[Coral-List] more on larvae

Griffiths, Richard richard.n.griffiths at imperial.ac.uk
Thu Jul 6 11:54:36 EDT 2006

Hi Listers,
In follow up to my last question (below) on connectivity, does anyone
know of any papers which may give larval duration times for other (East
African) coral genera, beyond the acroporid and pocilloporid in the
Shanks et al (2003) paper. On reflection, it strikes me that the 4-72hr
range in that paper implies a range distances that varies by more than
an order of magnitude (ie from 40km to over 700). Is that a reasonable
result? If so, it sure makes connectivity-related decision making a
little troublesome! I wondered whether this kind of wide range was
representative, or whether there was perhaps a narrower range that might
be used which covers the majority (if not all) of East African coral
All insights welcomed!
----- Original Message -----

From: "Griffiths, Richard" richard.n.griffiths at imperial.ac.uk

To: <Coral-List at coral.aoml.noaa.gov>

Sent: Friday, June 30, 2006 12:14 AM

Subject: [Coral-List] east african connectivity



> Dear listers.

> As part of an assessment of the MPA systems of Kenya Tanzania (as an

> thesis), I was hoping to, however simplistically, to come up with an

> maximum 'separation distance' for MPAs in the region. Darwall and

> (in 'Coral Reefs of the Indian Ocean) provide a figure for the speed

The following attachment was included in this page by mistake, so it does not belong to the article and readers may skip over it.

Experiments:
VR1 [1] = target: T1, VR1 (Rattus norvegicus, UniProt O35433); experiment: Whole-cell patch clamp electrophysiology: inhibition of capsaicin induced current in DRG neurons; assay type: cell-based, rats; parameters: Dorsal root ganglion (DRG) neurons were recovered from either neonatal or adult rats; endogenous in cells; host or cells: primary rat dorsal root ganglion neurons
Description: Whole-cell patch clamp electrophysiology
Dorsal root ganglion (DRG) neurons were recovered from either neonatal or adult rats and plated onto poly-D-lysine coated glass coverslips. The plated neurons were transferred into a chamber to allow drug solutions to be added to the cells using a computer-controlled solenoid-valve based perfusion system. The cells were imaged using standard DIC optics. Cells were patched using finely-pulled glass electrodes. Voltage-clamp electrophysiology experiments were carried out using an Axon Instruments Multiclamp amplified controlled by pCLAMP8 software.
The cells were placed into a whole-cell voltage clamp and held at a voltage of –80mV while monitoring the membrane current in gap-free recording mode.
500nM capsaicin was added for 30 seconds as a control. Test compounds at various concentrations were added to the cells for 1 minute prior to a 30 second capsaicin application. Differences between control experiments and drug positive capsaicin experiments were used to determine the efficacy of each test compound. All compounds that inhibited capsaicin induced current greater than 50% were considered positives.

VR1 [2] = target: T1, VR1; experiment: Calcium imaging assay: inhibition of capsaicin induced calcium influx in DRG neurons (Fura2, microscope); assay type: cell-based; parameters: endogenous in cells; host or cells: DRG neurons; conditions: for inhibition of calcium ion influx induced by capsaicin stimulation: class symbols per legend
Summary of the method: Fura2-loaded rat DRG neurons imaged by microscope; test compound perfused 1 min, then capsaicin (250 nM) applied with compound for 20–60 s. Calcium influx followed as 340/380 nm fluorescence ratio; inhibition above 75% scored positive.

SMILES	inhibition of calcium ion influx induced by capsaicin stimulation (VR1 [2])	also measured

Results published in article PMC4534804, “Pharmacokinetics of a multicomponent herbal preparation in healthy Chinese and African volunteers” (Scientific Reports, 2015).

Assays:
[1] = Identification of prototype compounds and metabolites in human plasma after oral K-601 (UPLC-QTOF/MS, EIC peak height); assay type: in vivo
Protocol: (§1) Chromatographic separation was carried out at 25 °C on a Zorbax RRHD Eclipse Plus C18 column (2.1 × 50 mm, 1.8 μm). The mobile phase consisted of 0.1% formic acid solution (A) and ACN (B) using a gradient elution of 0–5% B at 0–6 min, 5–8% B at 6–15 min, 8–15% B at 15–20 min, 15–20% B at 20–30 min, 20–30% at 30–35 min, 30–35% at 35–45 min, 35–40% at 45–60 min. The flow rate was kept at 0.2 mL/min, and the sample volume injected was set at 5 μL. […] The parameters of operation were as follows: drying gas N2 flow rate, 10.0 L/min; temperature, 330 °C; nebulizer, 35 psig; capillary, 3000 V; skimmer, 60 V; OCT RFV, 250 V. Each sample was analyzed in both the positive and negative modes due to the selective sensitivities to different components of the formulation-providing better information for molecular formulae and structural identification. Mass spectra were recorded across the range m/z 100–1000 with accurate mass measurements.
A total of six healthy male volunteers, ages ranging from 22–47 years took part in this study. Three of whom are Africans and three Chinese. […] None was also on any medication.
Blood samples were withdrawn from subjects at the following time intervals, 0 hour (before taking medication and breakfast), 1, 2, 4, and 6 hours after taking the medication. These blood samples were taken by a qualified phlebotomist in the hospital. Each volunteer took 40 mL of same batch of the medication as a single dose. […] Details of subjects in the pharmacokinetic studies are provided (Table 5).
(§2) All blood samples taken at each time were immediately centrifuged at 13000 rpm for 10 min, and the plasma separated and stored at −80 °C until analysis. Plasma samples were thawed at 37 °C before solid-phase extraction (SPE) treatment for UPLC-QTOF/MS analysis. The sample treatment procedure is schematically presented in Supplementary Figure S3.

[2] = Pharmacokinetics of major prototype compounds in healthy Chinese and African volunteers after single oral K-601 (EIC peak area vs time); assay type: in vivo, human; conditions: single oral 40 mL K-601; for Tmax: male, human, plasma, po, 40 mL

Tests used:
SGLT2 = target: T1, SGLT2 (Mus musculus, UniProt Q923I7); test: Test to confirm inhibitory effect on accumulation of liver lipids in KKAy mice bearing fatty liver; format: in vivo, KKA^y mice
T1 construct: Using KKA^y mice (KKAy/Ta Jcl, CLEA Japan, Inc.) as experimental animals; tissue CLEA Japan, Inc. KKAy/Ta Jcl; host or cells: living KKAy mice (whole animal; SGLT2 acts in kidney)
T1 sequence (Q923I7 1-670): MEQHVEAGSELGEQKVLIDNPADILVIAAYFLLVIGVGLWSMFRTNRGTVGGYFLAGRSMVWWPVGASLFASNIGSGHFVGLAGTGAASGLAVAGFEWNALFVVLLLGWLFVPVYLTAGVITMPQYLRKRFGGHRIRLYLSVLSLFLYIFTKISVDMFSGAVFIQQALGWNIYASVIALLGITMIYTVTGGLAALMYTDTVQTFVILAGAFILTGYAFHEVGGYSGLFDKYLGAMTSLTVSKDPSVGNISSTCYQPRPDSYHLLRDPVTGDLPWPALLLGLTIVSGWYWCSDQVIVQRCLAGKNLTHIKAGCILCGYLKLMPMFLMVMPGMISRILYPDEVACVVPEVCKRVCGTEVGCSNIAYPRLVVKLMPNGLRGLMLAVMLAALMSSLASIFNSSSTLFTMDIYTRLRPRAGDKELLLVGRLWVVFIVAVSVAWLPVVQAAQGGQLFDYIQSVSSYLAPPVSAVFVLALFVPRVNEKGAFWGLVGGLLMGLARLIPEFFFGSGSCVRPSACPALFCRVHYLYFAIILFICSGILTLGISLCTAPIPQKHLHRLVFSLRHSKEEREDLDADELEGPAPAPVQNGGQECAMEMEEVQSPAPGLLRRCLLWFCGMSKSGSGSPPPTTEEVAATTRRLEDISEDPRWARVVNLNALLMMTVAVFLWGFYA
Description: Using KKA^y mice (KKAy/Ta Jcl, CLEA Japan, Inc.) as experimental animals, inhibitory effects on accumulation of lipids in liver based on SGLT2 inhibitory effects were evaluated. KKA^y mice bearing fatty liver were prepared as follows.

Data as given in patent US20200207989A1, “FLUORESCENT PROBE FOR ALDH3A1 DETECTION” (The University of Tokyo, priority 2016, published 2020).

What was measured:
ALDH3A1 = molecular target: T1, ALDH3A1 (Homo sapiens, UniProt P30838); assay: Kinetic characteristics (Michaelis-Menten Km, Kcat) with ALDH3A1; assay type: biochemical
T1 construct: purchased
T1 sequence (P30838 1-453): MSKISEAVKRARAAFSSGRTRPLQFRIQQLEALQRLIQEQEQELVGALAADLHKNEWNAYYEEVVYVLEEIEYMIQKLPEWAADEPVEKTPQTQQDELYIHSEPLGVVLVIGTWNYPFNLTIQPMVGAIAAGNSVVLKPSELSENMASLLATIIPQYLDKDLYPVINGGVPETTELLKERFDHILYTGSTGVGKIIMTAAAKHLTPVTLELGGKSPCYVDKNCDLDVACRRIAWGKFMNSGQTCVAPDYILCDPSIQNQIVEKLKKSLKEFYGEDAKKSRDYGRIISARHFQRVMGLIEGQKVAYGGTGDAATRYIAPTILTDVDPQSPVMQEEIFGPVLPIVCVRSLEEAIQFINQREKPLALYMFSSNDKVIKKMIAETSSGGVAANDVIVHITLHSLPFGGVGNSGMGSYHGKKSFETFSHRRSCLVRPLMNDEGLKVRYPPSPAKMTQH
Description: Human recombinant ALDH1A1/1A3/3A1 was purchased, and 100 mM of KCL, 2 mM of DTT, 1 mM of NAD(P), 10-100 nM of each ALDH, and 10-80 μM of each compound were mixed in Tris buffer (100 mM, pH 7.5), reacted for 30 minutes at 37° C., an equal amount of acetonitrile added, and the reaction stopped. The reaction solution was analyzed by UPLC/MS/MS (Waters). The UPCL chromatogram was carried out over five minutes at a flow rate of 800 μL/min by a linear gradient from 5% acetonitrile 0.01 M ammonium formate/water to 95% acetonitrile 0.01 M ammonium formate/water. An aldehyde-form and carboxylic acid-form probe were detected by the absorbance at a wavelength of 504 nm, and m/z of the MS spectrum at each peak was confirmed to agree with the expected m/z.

> the East African Coastal Current of up to 3m/s during the South East

> Monsoon. If I assume larval duration for coral to be 4-72 hrs (given

> Acroporids and Pocilloporids in Shanks et al 2003 - in Ecological

> Applications), is it then at all resonable to estimate a maximum

> separation (for coral larval connectivity for the shortest duration at

> fastest annual speed) to be 3m/s*60secs*60mins*4hrs - e.g approx 40km?

> know this is only ever going to be an approximation, but for my

> (unless it is completely unreasonable) that may do fine.


> Any comments welcome as I am more of a policy man than a scientist.

> other interesting thoughts or views on East African MPAs welcome


> Many thanks,


> Richard Griffiths

> MSc candidate - Global Environmental Change and Policy, Imperial

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